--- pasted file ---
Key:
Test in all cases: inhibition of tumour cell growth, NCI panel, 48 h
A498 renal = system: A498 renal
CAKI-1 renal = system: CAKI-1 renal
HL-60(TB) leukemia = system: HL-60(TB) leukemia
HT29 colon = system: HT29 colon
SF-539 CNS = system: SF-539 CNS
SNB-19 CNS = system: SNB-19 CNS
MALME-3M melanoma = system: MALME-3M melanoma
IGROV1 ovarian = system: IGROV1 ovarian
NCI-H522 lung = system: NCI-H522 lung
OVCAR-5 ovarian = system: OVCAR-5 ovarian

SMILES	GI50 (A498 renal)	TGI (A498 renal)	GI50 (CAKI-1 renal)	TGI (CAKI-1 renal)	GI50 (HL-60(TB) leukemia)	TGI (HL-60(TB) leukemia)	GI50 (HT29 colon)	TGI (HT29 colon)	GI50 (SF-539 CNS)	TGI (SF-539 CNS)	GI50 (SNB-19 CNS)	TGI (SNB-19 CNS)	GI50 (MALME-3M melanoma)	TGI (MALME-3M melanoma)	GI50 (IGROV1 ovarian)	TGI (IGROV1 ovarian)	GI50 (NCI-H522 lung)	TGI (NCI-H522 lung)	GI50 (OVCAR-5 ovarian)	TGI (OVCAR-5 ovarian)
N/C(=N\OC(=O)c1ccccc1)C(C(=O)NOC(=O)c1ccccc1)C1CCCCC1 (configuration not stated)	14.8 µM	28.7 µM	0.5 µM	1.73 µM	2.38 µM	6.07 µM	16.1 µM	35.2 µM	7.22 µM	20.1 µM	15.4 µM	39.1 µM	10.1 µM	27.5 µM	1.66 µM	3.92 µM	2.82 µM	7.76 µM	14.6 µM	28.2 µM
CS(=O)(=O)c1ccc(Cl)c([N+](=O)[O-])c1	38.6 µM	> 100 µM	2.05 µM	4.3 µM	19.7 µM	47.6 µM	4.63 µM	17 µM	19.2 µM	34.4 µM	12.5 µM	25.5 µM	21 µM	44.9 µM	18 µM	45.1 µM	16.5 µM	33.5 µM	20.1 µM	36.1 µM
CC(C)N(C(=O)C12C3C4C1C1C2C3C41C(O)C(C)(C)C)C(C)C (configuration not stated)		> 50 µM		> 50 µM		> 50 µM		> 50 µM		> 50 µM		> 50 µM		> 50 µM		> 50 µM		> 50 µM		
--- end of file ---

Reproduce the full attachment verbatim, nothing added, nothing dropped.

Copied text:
Key:
Test in all cases: inhibition of tumour cell growth, NCI panel, 48 h
A498 renal = system: A498 renal
CAKI-1 renal = system: CAKI-1 renal
HL-60(TB) leukemia = system: HL-60(TB) leukemia
HT29 colon = system: HT29 colon
SF-539 CNS = system: SF-539 CNS
SNB-19 CNS = system: SNB-19 CNS
MALME-3M melanoma = system: MALME-3M melanoma
IGROV1 ovarian = system: IGROV1 ovarian
NCI-H522 lung = system: NCI-H522 lung
OVCAR-5 ovarian = system: OVCAR-5 ovarian

SMILES	GI50 (A498 renal)	TGI (A498 renal)	GI50 (CAKI-1 renal)	TGI (CAKI-1 renal)	GI50 (HL-60(TB) leukemia)	TGI (HL-60(TB) leukemia)	GI50 (HT29 colon)	TGI (HT29 colon)	GI50 (SF-539 CNS)	TGI (SF-539 CNS)	GI50 (SNB-19 CNS)	TGI (SNB-19 CNS)	GI50 (MALME-3M melanoma)	TGI (MALME-3M melanoma)	GI50 (IGROV1 ovarian)	TGI (IGROV1 ovarian)	GI50 (NCI-H522 lung)	TGI (NCI-H522 lung)	GI50 (OVCAR-5 ovarian)	TGI (OVCAR-5 ovarian)
N/C(=N\OC(=O)c1ccccc1)C(C(=O)NOC(=O)c1ccccc1)C1CCCCC1 (configuration not stated)	14.8 µM	28.7 µM	0.5 µM	1.73 µM	2.38 µM	6.07 µM	16.1 µM	35.2 µM	7.22 µM	20.1 µM	15.4 µM	39.1 µM	10.1 µM	27.5 µM	1.66 µM	3.92 µM	2.82 µM	7.76 µM	14.6 µM	28.2 µM
CS(=O)(=O)c1ccc(Cl)c([N+](=O)[O-])c1	38.6 µM	> 100 µM	2.05 µM	4.3 µM	19.7 µM	47.6 µM	4.63 µM	17 µM	19.2 µM	34.4 µM	12.5 µM	25.5 µM	21 µM	44.9 µM	18 µM	45.1 µM	16.5 µM	33.5 µM	20.1 µM	36.1 µM
CC(C)N(C(=O)C12C3C4C1C1C2C3C41C(O)C(C)(C)C)C(C)C (configuration not stated)		> 50 µM		> 50 µM		> 50 µM		> 50 µM		> 50 µM		> 50 µM		> 50 µM		> 50 µM		> 50 µM		